Filename extensions can cause problems

Most people don’t really give much thought to the idea of file extensions, although they’re nearly universally in the minds of modern computer users.  Users have come to understand that .pdf means a file is in the Portable Document Format, or that .ppt is a Microsoft PowerPoint file.  DOS users recall that files ending in .exe, .com, or .bat are executable. For those unknown extensions, there’s the very helpful filext.com website.  There’s no doubt that filename extensions can provide very helpful information, but here’s the issue: not all platforms care about them.  That’s not a problem in all cases, but there are times when it makes life miserable.

Filename extensions can be just another part of the filename, or they can be entirely separate namespace.  DOS first introduced the idea of extensions to the general public.  In those days, the file had a name of up to eight characters, and an extension of up to three.  This “8.3”  convention persisted into Windows, and is still commonly seen on Windows system files, even though it is no longer necessary.  Unix-based systems, such as Mac OS X and Linux, have no feelings about extensions — they’re certainly not required, but some applications make use of them.  The dominance of Windows in the desktop market has encouraged application writers to really care about extensions, and it does help in trying to find the right type of files.

Here’s where it becomes problematic.  Because some systems don’t care about extensions, it’s easy to not have extensions on your filename.  Then, when you go to a system that does care, things don’t work as you expected.  Here’s a fine example: my wife needed to have a few pictures printed, so she loaded them onto an SD card and took them to the store. When she got there, the photo system would not find any of the pictures.  As it turns out, she had saved them without the .jpg extension, so while they were valid JPEG files, the system didn’t try to load them.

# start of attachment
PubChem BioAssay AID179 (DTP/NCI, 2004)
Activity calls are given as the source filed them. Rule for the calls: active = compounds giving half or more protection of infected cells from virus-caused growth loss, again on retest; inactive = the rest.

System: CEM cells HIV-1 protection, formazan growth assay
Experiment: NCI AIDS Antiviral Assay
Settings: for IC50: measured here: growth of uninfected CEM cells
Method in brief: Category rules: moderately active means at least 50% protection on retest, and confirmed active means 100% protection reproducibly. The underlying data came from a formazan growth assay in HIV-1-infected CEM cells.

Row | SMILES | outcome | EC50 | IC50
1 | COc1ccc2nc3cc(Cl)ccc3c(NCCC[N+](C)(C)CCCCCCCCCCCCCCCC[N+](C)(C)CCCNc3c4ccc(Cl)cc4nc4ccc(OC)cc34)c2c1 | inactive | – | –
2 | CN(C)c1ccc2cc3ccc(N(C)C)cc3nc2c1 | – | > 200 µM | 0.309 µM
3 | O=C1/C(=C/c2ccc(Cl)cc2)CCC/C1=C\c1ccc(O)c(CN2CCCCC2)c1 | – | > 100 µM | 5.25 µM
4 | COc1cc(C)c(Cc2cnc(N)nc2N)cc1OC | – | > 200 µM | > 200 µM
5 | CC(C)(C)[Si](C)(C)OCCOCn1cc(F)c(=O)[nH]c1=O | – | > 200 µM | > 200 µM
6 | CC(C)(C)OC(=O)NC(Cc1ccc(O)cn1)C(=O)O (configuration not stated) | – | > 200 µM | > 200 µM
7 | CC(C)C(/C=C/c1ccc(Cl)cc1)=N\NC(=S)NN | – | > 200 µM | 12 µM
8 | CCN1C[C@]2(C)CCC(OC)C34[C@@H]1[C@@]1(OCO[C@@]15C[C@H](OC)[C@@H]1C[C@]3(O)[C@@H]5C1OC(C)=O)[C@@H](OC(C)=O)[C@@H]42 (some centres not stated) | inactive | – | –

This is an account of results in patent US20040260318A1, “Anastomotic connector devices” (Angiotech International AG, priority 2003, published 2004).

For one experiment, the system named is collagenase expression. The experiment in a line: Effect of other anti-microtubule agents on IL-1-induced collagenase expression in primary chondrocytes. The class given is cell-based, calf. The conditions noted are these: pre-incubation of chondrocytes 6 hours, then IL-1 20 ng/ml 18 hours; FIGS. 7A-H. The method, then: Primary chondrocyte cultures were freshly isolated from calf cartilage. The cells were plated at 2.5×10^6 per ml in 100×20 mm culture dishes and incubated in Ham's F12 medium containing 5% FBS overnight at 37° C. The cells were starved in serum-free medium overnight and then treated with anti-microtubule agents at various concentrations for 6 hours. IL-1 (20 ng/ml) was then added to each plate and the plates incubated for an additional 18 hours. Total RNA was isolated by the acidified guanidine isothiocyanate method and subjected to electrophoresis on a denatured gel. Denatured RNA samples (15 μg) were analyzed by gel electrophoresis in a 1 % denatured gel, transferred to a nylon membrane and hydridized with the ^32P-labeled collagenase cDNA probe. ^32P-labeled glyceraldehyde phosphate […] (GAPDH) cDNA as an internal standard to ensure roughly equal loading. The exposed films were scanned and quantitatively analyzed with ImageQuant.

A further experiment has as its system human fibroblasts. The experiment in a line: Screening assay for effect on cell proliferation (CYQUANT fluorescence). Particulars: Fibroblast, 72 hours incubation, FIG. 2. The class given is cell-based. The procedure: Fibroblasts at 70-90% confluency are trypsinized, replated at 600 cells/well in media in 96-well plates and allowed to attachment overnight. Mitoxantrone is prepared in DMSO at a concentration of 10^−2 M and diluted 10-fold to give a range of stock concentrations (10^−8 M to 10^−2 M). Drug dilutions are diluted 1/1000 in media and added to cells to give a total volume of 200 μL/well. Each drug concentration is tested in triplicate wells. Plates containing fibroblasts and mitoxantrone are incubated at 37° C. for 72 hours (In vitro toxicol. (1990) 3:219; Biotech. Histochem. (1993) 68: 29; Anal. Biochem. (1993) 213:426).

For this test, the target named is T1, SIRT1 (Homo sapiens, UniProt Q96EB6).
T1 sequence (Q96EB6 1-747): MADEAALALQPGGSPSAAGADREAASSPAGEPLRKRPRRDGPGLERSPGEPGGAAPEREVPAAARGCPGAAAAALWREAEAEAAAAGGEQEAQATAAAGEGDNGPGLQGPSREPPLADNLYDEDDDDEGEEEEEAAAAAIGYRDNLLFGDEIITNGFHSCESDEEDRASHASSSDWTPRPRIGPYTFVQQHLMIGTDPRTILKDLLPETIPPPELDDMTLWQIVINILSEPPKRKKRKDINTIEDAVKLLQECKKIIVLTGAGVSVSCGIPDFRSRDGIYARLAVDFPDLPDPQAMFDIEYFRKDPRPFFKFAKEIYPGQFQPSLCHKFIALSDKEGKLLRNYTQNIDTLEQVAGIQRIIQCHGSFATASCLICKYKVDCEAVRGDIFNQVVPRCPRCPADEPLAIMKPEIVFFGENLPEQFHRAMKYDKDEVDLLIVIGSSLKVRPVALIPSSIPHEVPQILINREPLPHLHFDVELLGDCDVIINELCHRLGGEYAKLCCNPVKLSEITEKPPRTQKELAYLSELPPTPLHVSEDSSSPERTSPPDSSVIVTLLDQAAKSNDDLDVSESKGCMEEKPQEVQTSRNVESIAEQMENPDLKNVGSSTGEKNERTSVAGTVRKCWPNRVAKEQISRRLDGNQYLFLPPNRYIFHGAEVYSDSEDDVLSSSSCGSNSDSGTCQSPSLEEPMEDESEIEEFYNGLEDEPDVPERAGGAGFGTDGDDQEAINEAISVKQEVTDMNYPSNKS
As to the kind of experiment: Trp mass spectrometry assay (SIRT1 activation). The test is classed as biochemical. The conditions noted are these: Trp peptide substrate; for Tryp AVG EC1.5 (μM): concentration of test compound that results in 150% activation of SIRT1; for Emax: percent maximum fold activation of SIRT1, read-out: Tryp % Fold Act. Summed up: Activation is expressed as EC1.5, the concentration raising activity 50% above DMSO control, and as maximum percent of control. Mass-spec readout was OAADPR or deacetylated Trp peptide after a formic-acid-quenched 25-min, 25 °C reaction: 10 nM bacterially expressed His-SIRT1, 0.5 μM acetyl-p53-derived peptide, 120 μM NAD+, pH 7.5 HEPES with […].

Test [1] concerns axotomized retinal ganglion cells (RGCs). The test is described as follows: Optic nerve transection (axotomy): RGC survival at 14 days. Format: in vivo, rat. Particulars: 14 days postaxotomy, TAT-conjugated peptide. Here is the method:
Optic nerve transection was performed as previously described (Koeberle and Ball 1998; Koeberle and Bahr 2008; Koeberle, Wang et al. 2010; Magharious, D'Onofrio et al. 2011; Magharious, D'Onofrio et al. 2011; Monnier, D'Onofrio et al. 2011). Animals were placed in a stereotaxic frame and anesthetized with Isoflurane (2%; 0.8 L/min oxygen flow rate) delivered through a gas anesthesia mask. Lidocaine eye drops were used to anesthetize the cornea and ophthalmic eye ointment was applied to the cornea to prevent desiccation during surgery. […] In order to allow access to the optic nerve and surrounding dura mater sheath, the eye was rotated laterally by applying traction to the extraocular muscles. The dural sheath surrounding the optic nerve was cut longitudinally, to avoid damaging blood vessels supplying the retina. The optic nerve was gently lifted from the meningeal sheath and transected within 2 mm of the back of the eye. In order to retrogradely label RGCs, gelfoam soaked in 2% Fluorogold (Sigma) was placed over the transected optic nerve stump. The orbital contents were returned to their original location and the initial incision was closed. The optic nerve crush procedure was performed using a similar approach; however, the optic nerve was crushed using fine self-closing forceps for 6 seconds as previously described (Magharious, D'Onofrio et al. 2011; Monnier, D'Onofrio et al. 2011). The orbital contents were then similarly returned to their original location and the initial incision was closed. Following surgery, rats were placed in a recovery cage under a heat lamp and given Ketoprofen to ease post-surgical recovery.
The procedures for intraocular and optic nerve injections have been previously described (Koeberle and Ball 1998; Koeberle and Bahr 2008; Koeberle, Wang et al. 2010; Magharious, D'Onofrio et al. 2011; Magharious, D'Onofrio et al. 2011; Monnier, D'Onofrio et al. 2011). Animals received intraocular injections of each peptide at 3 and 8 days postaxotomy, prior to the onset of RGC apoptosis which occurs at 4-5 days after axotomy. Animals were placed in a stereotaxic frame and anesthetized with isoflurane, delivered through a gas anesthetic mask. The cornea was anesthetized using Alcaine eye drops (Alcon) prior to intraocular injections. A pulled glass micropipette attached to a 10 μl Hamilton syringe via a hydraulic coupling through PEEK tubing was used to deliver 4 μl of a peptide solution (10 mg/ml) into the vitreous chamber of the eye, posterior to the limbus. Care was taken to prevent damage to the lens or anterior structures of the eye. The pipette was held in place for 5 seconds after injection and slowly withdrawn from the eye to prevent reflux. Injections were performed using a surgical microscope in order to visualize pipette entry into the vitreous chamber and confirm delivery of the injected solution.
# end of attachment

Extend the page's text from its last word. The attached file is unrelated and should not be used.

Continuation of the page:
Now, most photo software, cameras, etc. will add the extension out of tradition (and because that’s what people expect). However, a manual renaming of the files after the fact could result in absent extensions.  So what is the solution?  Well, we’ll never get all platforms to come to agreement on what filename extensions are, and how they should be defined and treated.  The only answer, then, is that applications should be written to not focus on extensions, but on the contents of the file.  If applications used methods similar to the Unix file command to determine file type, then such problems could be avoided.

3 thoughts on “Filename extensions can cause problems

  1. I agree. The Windows shell itself is even bad at this sometimes, and it even tries to provide thumbnails. If you can read the first however many bytes to draw a thumbnail, you should probably be able to tell me that I’m looking at a jpeg or a word doc, and not say “sorry, can you pick a program to open files of type ‘.2009′”. Eh.

    On the other hand, it’s now habit that I type the extension for everything, regardless of whether or not the program even looks like it might add the extension. I don’t trust any program to do it right since so many don’t agree (and as a result, I can’t open things easily). Grrr.

    I’m convinced that computers suck.

  2. Matt, I agree-ish. Computers don’t suck, but they can be a cruel mistress (or mister). I do tend to force extensions on my files, for the same reason you do. Since most modern, mainstream systems are fairly agnostic about the whole issue, it would be nice if a standard could be set and agreed upon, but I think it is far too late to put a lid on this particular Pandora’s box.

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